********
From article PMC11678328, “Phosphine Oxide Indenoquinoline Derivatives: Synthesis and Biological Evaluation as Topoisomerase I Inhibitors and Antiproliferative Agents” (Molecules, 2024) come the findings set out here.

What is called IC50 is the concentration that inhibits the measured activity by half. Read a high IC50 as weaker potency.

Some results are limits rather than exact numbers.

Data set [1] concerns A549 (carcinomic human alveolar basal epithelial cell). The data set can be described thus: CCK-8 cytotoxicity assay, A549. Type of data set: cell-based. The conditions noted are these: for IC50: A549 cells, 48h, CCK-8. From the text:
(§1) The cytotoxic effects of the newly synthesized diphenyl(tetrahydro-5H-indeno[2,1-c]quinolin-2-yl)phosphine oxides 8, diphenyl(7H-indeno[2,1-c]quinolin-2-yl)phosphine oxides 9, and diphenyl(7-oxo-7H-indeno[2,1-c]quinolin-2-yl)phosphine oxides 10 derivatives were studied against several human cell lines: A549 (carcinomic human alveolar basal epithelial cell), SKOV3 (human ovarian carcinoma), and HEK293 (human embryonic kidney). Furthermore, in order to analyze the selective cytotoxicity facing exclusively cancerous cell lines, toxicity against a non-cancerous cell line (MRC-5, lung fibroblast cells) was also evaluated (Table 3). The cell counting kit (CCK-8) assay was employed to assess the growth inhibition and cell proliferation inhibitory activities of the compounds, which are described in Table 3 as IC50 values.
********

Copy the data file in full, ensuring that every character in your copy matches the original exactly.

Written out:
From article PMC11678328, “Phosphine Oxide Indenoquinoline Derivatives: Synthesis and Biological Evaluation as Topoisomerase I Inhibitors and Antiproliferative Agents” (Molecules, 2024) come the findings set out here.

What is called IC50 is the concentration that inhibits the measured activity by half. Read a high IC50 as weaker potency.

Some results are limits rather than exact numbers.

Data set [1] concerns A549 (carcinomic human alveolar basal epithelial cell). The data set can be described thus: CCK-8 cytotoxicity assay, A549. Type of data set: cell-based. The conditions noted are these: for IC50: A549 cells, 48h, CCK-8. From the text:
(§1) The cytotoxic effects of the newly synthesized diphenyl(tetrahydro-5H-indeno[2,1-c]quinolin-2-yl)phosphine oxides 8, diphenyl(7H-indeno[2,1-c]quinolin-2-yl)phosphine oxides 9, and diphenyl(7-oxo-7H-indeno[2,1-c]quinolin-2-yl)phosphine oxides 10 derivatives were studied against several human cell lines: A549 (carcinomic human alveolar basal epithelial cell), SKOV3 (human ovarian carcinoma), and HEK293 (human embryonic kidney). Furthermore, in order to analyze the selective cytotoxicity facing exclusively cancerous cell lines, toxicity against a non-cancerous cell line (MRC-5, lung fibroblast cells) was also evaluated (Table 3). The cell counting kit (CCK-8) assay was employed to assess the growth inhibition and cell proliferation inhibitory activities of the compounds, which are described in Table 3 as IC50 values.